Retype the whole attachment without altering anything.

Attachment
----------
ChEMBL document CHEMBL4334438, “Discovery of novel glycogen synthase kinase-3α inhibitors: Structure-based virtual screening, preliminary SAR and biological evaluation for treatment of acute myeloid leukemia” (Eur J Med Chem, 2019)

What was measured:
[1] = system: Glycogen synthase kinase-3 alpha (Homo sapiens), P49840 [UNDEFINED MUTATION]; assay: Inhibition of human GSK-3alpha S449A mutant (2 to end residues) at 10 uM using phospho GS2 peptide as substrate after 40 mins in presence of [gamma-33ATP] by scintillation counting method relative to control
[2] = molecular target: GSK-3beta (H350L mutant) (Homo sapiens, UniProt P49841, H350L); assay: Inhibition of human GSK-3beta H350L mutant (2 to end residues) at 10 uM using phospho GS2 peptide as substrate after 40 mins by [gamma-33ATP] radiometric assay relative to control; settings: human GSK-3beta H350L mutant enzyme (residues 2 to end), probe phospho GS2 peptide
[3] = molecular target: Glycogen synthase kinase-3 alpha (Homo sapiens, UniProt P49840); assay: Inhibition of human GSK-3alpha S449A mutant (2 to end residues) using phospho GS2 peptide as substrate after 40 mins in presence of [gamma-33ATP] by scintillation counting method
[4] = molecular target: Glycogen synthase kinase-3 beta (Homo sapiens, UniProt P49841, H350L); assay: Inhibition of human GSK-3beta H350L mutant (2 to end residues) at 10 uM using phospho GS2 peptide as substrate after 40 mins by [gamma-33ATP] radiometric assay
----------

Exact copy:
ChEMBL document CHEMBL4334438, “Discovery of novel glycogen synthase kinase-3α inhibitors: Structure-based virtual screening, preliminary SAR and biological evaluation for treatment of acute myeloid leukemia” (Eur J Med Chem, 2019)

What was measured:
[1] = system: Glycogen synthase kinase-3 alpha (Homo sapiens), P49840 [UNDEFINED MUTATION]; assay: Inhibition of human GSK-3alpha S449A mutant (2 to end residues) at 10 uM using phospho GS2 peptide as substrate after 40 mins in presence of [gamma-33ATP] by scintillation counting method relative to control
[2] = molecular target: GSK-3beta (H350L mutant) (Homo sapiens, UniProt P49841, H350L); assay: Inhibition of human GSK-3beta H350L mutant (2 to end residues) at 10 uM using phospho GS2 peptide as substrate after 40 mins by [gamma-33ATP] radiometric assay relative to control; settings: human GSK-3beta H350L mutant enzyme (residues 2 to end), probe phospho GS2 peptide
[3] = molecular target: Glycogen synthase kinase-3 alpha (Homo sapiens, UniProt P49840); assay: Inhibition of human GSK-3alpha S449A mutant (2 to end residues) using phospho GS2 peptide as substrate after 40 mins in presence of [gamma-33ATP] by scintillation counting method
[4] = molecular target: Glycogen synthase kinase-3 beta (Homo sapiens, UniProt P49841, H350L); assay: Inhibition of human GSK-3beta H350L mutant (2 to end residues) at 10 uM using phospho GS2 peptide as substrate after 40 mins by [gamma-33ATP] radiometric assay